Rotator Cuff Injury

ROTATOR CUFF INJURY

 

 

Rotator cuff injury

The rotator cuff is a group of muscles which work together to provide the Glenohumeral (shoulder) joint with dynamic stability, helping to control the joint during rotation (hence the name). The rotator cuff muscles include:

  • Supraspinatus
  • Infraspinatus
  • Teres Minor
  • Subscapularis

Due to the function of these muscles, sports which involve a lot of shoulder rotation – for example, bowling in cricket, pitching in baseball, swimming, kayaking – often put the rotator cuff muscles under a lot of stress.
A rotator cuff injury is an injury to these 1 or more of the 4 muscles in the shoulder. This shoulder injury may come on suddenly and be associated with a specific injury such as a fall (acute), or it may be something that gets progressively worse over time with activity that aggravates the muscle (chronic).

The type of injury can range from an inflammation of the muscle without any permanent damage, such as tendinitisto a complete orpartial tear of the muscle that might require surgery to fix it.

Causes

Acute Tear

Sudden powerful raising of the arm against resistance, often in an attempt to cushion a fall (examples: heavy lifting, a fall on the shoulder)

Injury usually associated with a significant amount of force if person is younger than 30 years

This tends to happen as a result of a sudden, powerful movement. This might include falling over onto an outstretched hand at speed, making a sudden thrust with the paddle in kayaking, or following a powerful pitch/throw.

The symptoms will usually include:

Sudden, tearing feeling in the shoulder, followed by severe pain through the arm

Limited movement of the shoulder due to pain or muscle spasm

Severe pain for a few days (due to bleeding and muscle spasm) which usually resolves quickly

Specific tenderness (“x marks the spot”) over the point of rupture/tear

If there is a severe tear, you will not be able to abduct your arm (raise it out to the side) without assistance

Chronic Tear

Usually found on the dominant side

More often an affliction of the 40+ age group

Found among people in occupations or sports requiring excessive overhead activity (examples: painters, baseball pitchers)

Variations in the shoulder structure causing narrowing under the outer edge of the collarbone

Pain is worse at night, and can affect sleeping

Gradual worsening of pain, eventually some weakness

Eventually unable to abduct arm (lift out to the side) without assistance or do any activities with the arm above the head

Some limitations of other movements depending on the tendon affected

Inflammation

More common in women aged 35-50

Characteristic ache in the shoulder which feels like it is coming from “deep inside”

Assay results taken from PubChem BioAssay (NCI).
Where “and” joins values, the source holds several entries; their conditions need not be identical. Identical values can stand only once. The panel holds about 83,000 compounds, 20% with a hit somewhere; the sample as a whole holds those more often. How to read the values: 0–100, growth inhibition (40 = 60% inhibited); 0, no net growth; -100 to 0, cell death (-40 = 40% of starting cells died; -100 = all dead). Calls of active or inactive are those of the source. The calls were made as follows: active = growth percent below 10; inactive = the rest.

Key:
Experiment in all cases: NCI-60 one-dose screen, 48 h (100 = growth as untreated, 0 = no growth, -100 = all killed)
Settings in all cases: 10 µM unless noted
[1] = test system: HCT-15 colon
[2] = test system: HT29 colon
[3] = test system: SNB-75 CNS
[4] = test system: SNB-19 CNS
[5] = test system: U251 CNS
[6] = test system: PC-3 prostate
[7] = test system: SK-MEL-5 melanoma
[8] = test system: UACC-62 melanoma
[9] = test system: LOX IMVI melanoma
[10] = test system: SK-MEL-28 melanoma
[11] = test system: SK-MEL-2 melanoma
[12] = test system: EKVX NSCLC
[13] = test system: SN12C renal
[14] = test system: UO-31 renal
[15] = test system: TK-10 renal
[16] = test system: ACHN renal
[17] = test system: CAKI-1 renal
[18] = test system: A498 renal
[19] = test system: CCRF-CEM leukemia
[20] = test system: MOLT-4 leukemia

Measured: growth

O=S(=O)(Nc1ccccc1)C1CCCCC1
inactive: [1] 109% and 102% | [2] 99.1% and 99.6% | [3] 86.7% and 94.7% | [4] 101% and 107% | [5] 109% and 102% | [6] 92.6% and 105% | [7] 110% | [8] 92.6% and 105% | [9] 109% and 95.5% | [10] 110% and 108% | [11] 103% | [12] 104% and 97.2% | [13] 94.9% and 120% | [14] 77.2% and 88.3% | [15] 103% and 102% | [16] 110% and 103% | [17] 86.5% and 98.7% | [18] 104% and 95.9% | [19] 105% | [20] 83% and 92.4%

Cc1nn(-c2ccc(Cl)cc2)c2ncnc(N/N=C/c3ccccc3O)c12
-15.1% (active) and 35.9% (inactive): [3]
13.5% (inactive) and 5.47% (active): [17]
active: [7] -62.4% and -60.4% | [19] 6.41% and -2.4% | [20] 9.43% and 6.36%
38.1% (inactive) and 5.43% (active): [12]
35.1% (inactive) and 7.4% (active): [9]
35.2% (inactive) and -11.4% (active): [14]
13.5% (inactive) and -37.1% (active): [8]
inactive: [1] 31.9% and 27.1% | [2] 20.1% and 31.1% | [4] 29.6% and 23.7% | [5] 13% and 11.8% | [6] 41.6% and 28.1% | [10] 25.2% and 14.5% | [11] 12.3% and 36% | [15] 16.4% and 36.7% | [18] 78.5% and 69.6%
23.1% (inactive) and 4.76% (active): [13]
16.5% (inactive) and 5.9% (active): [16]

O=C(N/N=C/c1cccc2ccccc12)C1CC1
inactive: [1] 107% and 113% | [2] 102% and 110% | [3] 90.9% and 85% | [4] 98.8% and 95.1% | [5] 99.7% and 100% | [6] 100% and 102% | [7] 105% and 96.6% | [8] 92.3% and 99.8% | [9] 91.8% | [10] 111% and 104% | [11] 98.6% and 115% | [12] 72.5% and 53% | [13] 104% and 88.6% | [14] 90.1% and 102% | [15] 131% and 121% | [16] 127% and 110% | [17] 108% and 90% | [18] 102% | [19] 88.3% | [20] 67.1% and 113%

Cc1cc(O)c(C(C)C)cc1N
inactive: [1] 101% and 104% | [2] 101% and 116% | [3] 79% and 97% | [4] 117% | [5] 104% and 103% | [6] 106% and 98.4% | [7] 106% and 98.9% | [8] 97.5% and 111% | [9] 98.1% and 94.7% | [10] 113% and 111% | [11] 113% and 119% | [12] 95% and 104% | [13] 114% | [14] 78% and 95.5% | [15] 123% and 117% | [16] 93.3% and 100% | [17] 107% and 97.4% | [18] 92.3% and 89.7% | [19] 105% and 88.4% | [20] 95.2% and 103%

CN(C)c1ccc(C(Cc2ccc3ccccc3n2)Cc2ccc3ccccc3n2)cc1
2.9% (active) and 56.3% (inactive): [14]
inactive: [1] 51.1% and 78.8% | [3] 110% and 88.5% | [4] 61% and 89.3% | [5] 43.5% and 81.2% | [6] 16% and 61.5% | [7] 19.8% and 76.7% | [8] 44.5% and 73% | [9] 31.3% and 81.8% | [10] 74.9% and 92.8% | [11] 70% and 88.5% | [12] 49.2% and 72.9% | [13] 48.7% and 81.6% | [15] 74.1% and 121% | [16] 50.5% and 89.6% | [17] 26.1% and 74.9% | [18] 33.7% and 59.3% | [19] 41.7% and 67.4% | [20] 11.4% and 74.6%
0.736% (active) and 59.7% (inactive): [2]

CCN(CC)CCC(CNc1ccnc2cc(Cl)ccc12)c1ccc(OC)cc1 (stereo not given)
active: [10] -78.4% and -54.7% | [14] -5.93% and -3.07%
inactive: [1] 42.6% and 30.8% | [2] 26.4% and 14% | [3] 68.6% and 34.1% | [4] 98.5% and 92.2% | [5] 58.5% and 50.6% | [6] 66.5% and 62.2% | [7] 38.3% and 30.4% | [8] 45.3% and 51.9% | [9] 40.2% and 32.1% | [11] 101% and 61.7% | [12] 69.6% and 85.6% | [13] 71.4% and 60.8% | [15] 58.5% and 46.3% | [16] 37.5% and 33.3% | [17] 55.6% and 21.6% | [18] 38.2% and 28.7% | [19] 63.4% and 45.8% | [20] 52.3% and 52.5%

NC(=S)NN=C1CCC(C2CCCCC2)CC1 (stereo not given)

Tenderness over particular areas, less specific than a tear

Usually a gradual onset of pain, which “flares up” if using the arms over the head or out to the side

Can sometimes lead to a chronic tear if untreated

Tendinitis

Degeneration (wearing out) of the muscles with age

Repetitive trauma to the muscle by everyday movement of the s

Rotator Cuff Injury Symptoms

Chronic tear

Occur more often in a person’s dominant arm

More commonly found among men older than 40 years

Pain usually worse at night and interferes with sleep

Worsening pain followed by gradual weakness

Decrease in ability to move the arm, especially out to the side

Able to use arm for most activities but unable to use the injured arm for activities that entail lifting the arm as high or higher than the shoulder to the front or side

Acute tear

Sudden tearing sensation followed by severe pain shooting through the arm

Motion limited by pain and muscle spasm

Acute pain from bleeding and muscle spasm (often goes away in a few days)

Point tenderness over the site of rupture

With large tears, inability to raise the arm out to the side, although this can be done with help

Tendinitis

More common in women aged 35-50 years

Deep ache in the shoulder also felt on the outside upper arm

Point tenderness

Pain comes on gradually and becomes worse with lifting the arm to the side or turning it inward

May lead to a chronic tear

What should I expect when I visit a healthcare professional with a possible Rotator Cuff problem?

A detailed history of your general health, past problems and injuries, and what happened to cause this injury will be taken

Both shoulders will be looked at and compared (you will need to partially undress for this) both visually and using palpation (feeling)

Your neck, elbows and wrists will be checked to make sure they are not contributing to the problem

Range of movement will be assessed, you’ll be asked to do certain movements and the clinician will observe and ask you to report any pain (but will not be done if a fracture is suspected)